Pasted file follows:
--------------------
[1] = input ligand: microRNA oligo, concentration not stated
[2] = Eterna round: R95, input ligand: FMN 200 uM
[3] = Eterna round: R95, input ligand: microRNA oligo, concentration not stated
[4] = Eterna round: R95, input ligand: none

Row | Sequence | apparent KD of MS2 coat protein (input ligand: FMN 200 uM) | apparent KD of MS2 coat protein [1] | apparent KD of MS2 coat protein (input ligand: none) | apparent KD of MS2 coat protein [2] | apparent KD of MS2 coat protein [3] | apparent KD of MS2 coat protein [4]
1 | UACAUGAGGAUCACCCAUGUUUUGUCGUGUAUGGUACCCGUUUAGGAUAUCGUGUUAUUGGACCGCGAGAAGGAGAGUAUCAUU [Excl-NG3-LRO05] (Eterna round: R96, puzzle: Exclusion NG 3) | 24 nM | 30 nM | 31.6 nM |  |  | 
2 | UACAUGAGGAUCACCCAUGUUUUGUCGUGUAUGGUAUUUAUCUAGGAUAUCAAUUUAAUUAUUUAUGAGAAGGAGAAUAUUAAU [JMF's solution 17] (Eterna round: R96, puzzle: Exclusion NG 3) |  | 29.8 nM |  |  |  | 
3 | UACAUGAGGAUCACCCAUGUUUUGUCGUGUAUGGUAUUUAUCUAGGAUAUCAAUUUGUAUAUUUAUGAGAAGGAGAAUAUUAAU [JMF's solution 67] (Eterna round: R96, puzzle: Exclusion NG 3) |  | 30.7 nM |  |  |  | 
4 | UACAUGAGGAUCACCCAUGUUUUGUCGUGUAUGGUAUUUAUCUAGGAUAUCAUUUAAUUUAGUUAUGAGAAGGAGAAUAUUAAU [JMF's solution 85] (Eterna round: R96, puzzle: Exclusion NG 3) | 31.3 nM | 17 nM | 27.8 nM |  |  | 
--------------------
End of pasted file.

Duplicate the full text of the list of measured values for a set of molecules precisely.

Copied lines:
[1] = input ligand: microRNA oligo, concentration not stated
[2] = Eterna round: R95, input ligand: FMN 200 uM
[3] = Eterna round: R95, input ligand: microRNA oligo, concentration not stated
[4] = Eterna round: R95, input ligand: none

Row | Sequence | apparent KD of MS2 coat protein (input ligand: FMN 200 uM) | apparent KD of MS2 coat protein [1] | apparent KD of MS2 coat protein (input ligand: none) | apparent KD of MS2 coat protein [2] | apparent KD of MS2 coat protein [3] | apparent KD of MS2 coat protein [4]
1 | UACAUGAGGAUCACCCAUGUUUUGUCGUGUAUGGUACCCGUUUAGGAUAUCGUGUUAUUGGACCGCGAGAAGGAGAGUAUCAUU [Excl-NG3-LRO05] (Eterna round: R96, puzzle: Exclusion NG 3) | 24 nM | 30 nM | 31.6 nM |  |  | 
2 | UACAUGAGGAUCACCCAUGUUUUGUCGUGUAUGGUAUUUAUCUAGGAUAUCAAUUUAAUUAUUUAUGAGAAGGAGAAUAUUAAU [JMF's solution 17] (Eterna round: R96, puzzle: Exclusion NG 3) |  | 29.8 nM |  |  |  | 
3 | UACAUGAGGAUCACCCAUGUUUUGUCGUGUAUGGUAUUUAUCUAGGAUAUCAAUUUGUAUAUUUAUGAGAAGGAGAAUAUUAAU [JMF's solution 67] (Eterna round: R96, puzzle: Exclusion NG 3) |  | 30.7 nM |  |  |  | 
4 | UACAUGAGGAUCACCCAUGUUUUGUCGUGUAUGGUAUUUAUCUAGGAUAUCAUUUAAUUUAGUUAUGAGAAGGAGAAUAUUAAU [JMF's solution 85] (Eterna round: R96, puzzle: Exclusion NG 3) | 31.3 nM | 17 nM | 27.8 nM |  |  | 